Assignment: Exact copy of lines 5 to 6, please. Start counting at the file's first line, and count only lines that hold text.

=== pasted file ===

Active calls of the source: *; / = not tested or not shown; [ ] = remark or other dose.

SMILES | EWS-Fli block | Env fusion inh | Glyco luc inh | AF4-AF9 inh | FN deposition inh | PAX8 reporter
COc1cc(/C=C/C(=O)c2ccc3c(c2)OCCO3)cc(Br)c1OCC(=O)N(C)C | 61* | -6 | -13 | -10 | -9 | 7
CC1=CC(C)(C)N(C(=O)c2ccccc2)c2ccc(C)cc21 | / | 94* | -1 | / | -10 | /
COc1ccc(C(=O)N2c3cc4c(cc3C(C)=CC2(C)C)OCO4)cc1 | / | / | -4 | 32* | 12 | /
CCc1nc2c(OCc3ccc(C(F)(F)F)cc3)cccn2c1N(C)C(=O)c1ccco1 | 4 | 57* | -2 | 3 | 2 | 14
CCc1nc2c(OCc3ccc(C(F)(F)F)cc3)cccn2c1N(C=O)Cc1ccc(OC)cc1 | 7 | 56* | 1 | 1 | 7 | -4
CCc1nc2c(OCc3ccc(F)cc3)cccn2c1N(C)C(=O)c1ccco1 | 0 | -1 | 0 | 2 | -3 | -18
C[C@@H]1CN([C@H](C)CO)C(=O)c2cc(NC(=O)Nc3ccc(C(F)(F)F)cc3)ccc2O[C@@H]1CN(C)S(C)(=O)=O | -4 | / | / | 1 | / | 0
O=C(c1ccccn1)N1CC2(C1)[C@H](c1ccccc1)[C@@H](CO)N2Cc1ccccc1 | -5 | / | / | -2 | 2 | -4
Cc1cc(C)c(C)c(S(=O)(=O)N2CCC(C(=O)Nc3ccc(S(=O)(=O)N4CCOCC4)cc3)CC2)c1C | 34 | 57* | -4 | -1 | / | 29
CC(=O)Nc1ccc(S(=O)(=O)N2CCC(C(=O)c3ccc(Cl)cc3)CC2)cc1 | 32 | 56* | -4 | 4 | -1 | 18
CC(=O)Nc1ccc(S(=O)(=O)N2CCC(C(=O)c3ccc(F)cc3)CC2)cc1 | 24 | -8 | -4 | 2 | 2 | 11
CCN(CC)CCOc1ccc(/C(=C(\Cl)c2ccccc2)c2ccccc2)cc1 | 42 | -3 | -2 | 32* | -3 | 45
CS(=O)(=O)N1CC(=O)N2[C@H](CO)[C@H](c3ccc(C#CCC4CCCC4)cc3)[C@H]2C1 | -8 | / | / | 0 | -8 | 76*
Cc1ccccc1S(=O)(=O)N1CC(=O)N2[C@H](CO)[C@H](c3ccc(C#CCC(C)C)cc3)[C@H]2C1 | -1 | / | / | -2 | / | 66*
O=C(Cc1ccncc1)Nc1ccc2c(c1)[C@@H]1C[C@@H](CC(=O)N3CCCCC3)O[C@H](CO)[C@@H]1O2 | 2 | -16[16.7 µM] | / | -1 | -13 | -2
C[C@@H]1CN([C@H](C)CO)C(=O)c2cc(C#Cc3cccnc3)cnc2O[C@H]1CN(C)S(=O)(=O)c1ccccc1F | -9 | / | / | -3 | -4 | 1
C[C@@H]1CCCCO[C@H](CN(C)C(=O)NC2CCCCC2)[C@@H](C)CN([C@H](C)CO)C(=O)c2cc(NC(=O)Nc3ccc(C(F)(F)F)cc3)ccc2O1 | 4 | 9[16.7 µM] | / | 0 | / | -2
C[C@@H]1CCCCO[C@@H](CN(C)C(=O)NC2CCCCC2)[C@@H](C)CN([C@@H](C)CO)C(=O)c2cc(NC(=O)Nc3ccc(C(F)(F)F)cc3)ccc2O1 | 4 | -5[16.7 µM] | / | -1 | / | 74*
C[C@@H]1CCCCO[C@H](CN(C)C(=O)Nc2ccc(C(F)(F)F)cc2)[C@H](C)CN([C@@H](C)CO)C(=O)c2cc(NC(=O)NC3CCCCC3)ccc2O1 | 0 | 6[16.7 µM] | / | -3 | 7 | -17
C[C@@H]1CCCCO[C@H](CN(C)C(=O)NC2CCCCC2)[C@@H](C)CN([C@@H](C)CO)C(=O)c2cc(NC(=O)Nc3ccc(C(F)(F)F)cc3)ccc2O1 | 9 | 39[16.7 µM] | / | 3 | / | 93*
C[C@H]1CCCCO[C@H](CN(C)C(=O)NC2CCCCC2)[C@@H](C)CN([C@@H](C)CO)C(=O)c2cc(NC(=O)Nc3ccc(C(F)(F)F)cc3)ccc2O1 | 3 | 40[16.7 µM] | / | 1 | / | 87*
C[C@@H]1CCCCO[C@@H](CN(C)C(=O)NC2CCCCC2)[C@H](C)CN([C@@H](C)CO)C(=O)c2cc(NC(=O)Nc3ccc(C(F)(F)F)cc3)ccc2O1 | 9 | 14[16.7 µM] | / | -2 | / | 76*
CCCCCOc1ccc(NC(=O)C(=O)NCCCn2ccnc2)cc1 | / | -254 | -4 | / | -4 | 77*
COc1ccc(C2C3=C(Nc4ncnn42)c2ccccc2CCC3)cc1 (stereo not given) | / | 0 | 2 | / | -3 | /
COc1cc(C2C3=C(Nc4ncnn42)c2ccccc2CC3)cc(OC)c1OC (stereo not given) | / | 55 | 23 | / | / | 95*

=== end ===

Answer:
COc1ccc(C(=O)N2c3cc4c(cc3C(C)=CC2(C)C)OCO4)cc1 | / | / | -4 | 32* | 12 | /
CCc1nc2c(OCc3ccc(C(F)(F)F)cc3)cccn2c1N(C)C(=O)c1ccco1 | 4 | 57* | -2 | 3 | 2 | 14